Friday, March 23, 2012

Solidly Green

I signed up on Practically Green and took the quiz to find out how find out how green I am. There were a lot of questions about all aspects of life—laundry, recycling, groceries, transportation, where your electricity comes from, whether you buy clothes made from organic cotton...  My oh my. 

If you couldn't already guess from reading this blog, I scored very well in areas like taking reusable lunch containers and reusable grocery bags, having a vegetable garden, recycling, biking or walking instead of driving.  But I missed a lot of points on those organic items.  True, the food we grow ourselves is organic, but at the grocery store, I just grab whatever's cheapest (which is often the stuff covered in pesticides, I know).  Anyway, at the end of the quiz, I was rated "Solidly Green."

But wait, there's more!  And this is the fun part.  Practically Green is not just a site for making you feel guilty about how many questions you had to answer "Does not apply to me."  You sign up and keep track of goals for greener habits.  Changes in your habits, like switching to recycled paper towels or, even better, switching to cloth rags, are worth points, and the points add up to earn you a badge. 

I have been looking at my goals this morning and decided to start clicking on the different badges and seeing how many I might have already or might be really close to earning.  Competing with myself—love it.  (I was never a girl scout, but now I totally see the appeal... no way, however, am I selling cookies, organic or otherwise, to earn one of these badges.) 

One badge is "Healthy Green Lunch."  To earn it, I have to complete at least five actions, which include regularly buying organic fruit, veggies, milk, yogurt, and/or cheese, switching to organic or natural chips and organic or natural deli meat, switching to natural fizzy juices or sodas, and then the two I will actually do—switching to a reusable lunch box and reusable sandwich bags.  Considering all the organic requirements of this badge, I don't think I can do it on our grocery budget.  But, I already do pack our lunches in reusable containers, though I could cut some plastic out of our lives, and I have set the reusable sandwich bags as a goal to complete by the end of June.  Last summer, one of our friends made some cloth sandwich bags, something I'd been considering but have never gotten around to, so not only am I competing with myself on this goal, I'm trying to keep up with the green Joneses.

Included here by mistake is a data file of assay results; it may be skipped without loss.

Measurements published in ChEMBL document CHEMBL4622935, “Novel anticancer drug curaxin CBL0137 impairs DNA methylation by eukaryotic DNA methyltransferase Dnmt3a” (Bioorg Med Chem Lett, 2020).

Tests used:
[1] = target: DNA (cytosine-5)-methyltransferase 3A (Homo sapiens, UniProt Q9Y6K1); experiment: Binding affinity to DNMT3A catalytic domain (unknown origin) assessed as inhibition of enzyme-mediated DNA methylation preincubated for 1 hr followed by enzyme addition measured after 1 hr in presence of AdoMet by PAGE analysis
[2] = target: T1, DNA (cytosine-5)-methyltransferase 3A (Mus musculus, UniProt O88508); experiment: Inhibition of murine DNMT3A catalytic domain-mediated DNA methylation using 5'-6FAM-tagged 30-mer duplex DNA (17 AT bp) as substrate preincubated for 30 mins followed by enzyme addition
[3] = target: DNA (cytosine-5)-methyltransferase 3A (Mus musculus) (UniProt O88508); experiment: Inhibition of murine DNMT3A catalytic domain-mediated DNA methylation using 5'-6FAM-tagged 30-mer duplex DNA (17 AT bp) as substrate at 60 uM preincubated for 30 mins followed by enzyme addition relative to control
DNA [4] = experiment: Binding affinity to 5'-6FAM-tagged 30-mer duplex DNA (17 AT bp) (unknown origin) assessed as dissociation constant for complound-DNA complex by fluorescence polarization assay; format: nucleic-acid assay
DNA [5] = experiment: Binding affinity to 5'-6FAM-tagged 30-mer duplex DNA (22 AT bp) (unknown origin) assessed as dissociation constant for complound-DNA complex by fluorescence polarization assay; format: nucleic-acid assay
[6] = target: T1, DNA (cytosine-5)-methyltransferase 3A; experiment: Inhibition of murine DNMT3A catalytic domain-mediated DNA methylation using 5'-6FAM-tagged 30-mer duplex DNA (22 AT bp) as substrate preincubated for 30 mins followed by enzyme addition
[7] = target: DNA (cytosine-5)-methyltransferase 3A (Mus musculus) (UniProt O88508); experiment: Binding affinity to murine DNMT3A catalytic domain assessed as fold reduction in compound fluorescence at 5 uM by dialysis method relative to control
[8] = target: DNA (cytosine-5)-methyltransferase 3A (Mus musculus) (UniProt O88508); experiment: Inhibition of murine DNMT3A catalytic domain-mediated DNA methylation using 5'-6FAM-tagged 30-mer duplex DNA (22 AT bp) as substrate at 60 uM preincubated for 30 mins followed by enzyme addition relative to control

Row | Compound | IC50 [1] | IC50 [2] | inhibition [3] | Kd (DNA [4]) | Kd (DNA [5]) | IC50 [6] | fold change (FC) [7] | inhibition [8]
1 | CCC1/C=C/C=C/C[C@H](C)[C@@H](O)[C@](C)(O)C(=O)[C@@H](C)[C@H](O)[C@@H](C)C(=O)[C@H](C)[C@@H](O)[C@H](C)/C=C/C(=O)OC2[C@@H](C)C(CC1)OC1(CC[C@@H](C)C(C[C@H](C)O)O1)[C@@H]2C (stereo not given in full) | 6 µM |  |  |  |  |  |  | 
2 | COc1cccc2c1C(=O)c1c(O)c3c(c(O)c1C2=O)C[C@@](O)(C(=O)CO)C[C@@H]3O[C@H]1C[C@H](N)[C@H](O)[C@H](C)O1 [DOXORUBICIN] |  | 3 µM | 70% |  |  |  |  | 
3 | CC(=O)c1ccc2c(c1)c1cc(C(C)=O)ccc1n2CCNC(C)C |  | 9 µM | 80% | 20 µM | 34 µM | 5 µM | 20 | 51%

Next I tried out the "Recycle 5" badge, thinking, we recycle all kinds of things!  The basics like paper, glass, plastic, aluminum, as well as our old electronics, furnace filters, light bulbs, batteries.  But no, this badge has mostly to do with your household items being made of recycled products.  Well, I'm not buying all new stuff!  That's not green at all.  Oh well.  I did earn points for recycling plastic (we're lucky that our town recycles all plastics numbers 1-7, when many places only recycle a few types) and also for having watched Annie Leonard's video, The Story of Stuff.  If you haven't ever watched this "20-minute, fast-paced, fact-filled look at the underside of our production and consumption patterns," you should.  Right now.

While you do, I will browse the other badges I could earn.

No comments:

Post a Comment